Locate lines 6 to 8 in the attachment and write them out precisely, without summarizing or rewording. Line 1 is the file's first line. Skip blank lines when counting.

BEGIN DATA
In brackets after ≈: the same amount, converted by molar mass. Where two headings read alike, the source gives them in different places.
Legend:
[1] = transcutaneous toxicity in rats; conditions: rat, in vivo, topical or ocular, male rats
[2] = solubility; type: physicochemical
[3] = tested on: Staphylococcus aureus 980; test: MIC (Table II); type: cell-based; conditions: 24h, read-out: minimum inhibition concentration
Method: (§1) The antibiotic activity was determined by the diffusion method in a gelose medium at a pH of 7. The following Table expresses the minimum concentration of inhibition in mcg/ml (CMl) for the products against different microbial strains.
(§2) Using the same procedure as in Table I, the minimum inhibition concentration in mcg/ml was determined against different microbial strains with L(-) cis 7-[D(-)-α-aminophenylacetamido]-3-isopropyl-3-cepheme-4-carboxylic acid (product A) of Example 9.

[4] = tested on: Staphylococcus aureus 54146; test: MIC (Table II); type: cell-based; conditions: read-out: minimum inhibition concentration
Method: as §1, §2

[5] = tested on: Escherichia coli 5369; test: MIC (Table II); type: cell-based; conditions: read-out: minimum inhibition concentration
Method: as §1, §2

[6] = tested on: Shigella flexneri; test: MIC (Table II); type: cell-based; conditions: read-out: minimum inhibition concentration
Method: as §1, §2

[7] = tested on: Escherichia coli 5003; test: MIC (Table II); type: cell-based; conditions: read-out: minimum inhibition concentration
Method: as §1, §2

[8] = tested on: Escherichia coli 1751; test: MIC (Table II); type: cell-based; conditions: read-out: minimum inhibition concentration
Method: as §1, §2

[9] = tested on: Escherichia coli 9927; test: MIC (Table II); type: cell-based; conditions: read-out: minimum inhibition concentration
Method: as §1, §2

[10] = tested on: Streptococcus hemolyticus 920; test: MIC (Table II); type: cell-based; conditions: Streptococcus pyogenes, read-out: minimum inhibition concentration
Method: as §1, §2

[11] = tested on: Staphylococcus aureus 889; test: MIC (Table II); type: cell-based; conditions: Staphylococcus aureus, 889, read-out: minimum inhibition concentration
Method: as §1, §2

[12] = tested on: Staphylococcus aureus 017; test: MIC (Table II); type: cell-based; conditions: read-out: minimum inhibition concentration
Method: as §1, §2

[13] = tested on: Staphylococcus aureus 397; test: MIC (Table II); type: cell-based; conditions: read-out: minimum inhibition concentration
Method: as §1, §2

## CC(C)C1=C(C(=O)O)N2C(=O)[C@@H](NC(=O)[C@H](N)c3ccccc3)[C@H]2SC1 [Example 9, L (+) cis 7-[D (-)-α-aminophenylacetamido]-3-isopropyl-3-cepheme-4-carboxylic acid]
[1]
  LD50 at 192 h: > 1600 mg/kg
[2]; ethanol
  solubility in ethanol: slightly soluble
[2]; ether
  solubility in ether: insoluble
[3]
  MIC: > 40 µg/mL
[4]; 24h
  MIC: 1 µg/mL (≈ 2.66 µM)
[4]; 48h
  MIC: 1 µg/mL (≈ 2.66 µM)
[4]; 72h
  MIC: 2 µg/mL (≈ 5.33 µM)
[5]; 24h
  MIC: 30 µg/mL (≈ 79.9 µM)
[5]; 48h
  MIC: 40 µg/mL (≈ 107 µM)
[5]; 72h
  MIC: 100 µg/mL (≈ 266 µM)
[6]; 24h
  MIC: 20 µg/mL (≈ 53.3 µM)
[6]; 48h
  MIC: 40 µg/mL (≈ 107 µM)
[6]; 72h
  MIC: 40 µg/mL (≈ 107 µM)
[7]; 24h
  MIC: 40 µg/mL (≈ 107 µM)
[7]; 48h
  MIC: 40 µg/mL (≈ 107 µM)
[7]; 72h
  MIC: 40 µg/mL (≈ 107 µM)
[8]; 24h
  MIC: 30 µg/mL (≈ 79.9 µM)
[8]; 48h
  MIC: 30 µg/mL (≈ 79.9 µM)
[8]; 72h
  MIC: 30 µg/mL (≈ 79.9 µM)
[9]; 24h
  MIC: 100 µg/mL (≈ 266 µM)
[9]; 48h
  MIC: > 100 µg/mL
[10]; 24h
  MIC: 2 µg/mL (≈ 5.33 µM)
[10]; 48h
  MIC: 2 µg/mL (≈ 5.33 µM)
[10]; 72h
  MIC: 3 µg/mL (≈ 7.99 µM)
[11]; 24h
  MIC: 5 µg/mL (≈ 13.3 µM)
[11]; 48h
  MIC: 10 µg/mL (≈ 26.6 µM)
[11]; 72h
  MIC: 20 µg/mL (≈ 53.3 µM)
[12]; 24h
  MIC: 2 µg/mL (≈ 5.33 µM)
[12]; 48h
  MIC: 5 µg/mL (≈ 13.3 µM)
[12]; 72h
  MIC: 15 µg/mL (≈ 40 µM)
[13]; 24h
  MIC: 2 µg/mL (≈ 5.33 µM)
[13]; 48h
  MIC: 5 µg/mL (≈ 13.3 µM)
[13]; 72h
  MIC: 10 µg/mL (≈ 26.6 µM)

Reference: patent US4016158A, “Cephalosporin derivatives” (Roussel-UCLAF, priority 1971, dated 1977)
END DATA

Method: (§1) The antibiotic activity was determined by the diffusion method in a gelose medium at a pH of 7. The following Table expresses the minimum concentration of inhibition in mcg/ml (CMl) for the products against different microbial strains.
(§2) Using the same procedure as in Table I, the minimum inhibition concentration in mcg/ml was determined against different microbial strains with L(-) cis 7-[D(-)-α-aminophenylacetamido]-3-isopropyl-3-cepheme-4-carboxylic acid (product A) of Example 9.

[4] = tested on: Staphylococcus aureus 54146; test: MIC (Table II); type: cell-based; conditions: read-out: minimum inhibition concentration